I shall say no more now because other hon. Members are present and they have sat up through most of the night and have their own contributions to make. I close by saying once again that this is an example of high-handed executive action. Both sides of the House ought to deplore it, because until we have taken a decision here as to whether there should be an Assembly, it is wrong that we should be voting sums of money to build what in fact could become a tartan elephant.

10.40 a.m.

The Under-Secretary of State for the Environment (Mr. Ernest Armstrong)

My hon. Friend the Member for West Lothian (Mr. Dalyell) was, as usual, an example to us all in the precision and brevity with which he presented his case. I congratulate him upon it, and I assure him that I do not measure his concern by the concision of his speech. I have read carefully the 39 Questions which he tabled on these matters, and I recognise his continuing concern. I shall not be able to reply to every point which he raised, but I assure my hon. Friend that I shall consider the matters which he put to me, and on any which are not covered this morning I shall write to him as soon as possible so that he may have the fullest possible information.

In replying to this debate, I am wearing my hat as Minister with responsibility for the Property Services Agency. I should make clear at the outset the relationship between devolution and the Supplementary Estimates for 1976–77 which are embodied in the Consolidated Fund (Appropriation) Bill. The present Supplementary Estimate is not, of course, intended to authorise devolution; it is merely to make possible implementation of the decision without undue delay if and when such a decision is taken.

The Government are working to a timetable which envisages that the Assemblies will come into being and start to hold meetings by the spring of 1978, and that is now only 21 months away. If the Assemblies are to operate effectively, they must have accommodation which both provides for a Chamber in which to meet and for ancillary facilities and is located reasonably close to the relevant Government offices. The effectiveness of any kind of Assembly depends on the provision of suitable accommodation reasonably well adapted to the functions it has to serve.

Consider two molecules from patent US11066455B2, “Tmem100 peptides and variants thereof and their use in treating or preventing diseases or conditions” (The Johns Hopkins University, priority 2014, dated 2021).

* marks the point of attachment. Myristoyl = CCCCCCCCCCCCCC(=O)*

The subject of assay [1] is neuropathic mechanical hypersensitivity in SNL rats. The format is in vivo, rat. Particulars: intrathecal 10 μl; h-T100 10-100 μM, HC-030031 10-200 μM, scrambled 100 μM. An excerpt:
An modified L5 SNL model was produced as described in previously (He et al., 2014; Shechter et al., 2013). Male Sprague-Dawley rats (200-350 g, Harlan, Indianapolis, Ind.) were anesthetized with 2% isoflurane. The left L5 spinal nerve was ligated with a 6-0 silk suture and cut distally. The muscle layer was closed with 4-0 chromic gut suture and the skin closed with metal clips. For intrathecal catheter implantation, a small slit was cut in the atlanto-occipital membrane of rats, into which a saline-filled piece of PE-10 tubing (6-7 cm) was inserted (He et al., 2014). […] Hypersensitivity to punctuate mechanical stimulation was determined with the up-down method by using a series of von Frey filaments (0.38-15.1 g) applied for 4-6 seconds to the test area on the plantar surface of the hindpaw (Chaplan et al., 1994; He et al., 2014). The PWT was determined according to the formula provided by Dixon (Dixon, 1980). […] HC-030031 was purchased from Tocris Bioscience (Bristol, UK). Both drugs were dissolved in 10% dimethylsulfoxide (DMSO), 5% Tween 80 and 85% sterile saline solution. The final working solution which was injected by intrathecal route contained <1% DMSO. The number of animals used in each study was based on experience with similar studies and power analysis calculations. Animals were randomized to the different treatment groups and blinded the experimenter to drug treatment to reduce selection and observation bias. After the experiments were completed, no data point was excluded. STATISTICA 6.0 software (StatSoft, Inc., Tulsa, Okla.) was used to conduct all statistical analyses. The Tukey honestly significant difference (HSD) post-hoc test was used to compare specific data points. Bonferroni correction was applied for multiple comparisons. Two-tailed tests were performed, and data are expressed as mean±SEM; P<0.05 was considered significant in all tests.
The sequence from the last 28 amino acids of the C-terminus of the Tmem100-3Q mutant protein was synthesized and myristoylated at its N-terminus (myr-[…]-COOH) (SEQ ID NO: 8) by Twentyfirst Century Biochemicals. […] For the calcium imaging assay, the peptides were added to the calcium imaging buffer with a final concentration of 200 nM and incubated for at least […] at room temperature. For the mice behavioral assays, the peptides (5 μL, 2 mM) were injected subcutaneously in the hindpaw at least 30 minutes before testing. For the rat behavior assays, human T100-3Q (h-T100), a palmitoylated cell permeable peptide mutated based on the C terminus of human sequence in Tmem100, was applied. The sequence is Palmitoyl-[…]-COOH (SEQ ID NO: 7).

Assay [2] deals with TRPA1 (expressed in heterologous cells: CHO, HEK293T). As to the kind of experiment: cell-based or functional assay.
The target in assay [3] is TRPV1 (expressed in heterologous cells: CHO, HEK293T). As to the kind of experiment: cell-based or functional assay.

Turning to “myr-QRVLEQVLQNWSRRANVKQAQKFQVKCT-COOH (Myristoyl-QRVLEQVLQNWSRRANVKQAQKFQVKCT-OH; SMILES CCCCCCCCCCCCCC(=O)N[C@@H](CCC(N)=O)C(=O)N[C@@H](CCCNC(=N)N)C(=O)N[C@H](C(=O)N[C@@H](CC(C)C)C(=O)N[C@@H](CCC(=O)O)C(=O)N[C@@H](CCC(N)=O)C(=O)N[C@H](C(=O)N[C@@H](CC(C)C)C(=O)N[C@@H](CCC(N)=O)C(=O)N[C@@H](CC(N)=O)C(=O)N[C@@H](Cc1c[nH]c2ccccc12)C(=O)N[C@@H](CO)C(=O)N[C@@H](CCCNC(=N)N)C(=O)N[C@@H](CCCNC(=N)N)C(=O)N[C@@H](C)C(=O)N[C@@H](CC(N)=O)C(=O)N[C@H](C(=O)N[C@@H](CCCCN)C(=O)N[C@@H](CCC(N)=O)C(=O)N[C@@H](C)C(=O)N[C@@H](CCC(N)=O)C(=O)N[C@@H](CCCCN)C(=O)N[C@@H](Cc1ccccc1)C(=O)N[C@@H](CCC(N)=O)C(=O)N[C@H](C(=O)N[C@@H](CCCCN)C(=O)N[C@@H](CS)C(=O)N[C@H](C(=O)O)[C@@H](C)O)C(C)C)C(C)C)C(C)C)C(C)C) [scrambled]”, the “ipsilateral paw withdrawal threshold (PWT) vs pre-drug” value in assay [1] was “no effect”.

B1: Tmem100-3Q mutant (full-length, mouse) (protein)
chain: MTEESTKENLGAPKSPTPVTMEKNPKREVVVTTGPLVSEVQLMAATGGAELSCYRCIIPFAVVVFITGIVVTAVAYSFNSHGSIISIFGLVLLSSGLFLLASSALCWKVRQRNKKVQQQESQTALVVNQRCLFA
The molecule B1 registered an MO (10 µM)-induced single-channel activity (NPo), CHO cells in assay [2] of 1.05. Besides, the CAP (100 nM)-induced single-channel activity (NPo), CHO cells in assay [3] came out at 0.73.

Such accommodation cannot be created overnight. A new building would take years to provide. The only possibility is to acquire the most suitable existing buildings and adapt them for the purpose. Even so, starting from earlier this year when the PSA was authorised to acquire the necessary buildings, there is all too little time in which to get the work done. Unless, therefore, a start had been made when it was on acquisition, and unless we now follow through to complete acquisition and start the adaptations, the Assembly buildings could not be provided in time.

When we were considering the business of anticipating parliamentary approval, it was decided that in all the circumstances it would be right for the PSA to be authorised to enter into commitments and start work before the devolution legislation itself was approved.

The Supplementary Estimate gives figures for the cost of this project as £2,600,000. I should stress that this is a provisional Estimate, intended to cover a capital payment of £650,000 to acquire the Edinburgh building and about £2,000,000 of adaptation works there.

The Royal High School was the only building which was both available and conveniently located and relatively adaptable to the purposes of the Scottish Assembly. It is in good condition, and we have been able to agree satisfactory terms for its acquisition from the district council which owns it. We hope to let a contract for the adaptations in September. These will cover some repairs, ensure that the electrical heating and other services are suitable for the new use, and adapt the premises to provide for a Chamber with a seat for every member, a public gallery for 90 people, together with lobbies and dining facilities. Members' rooms and committee rooms will be located in St. Andrew's House over the road.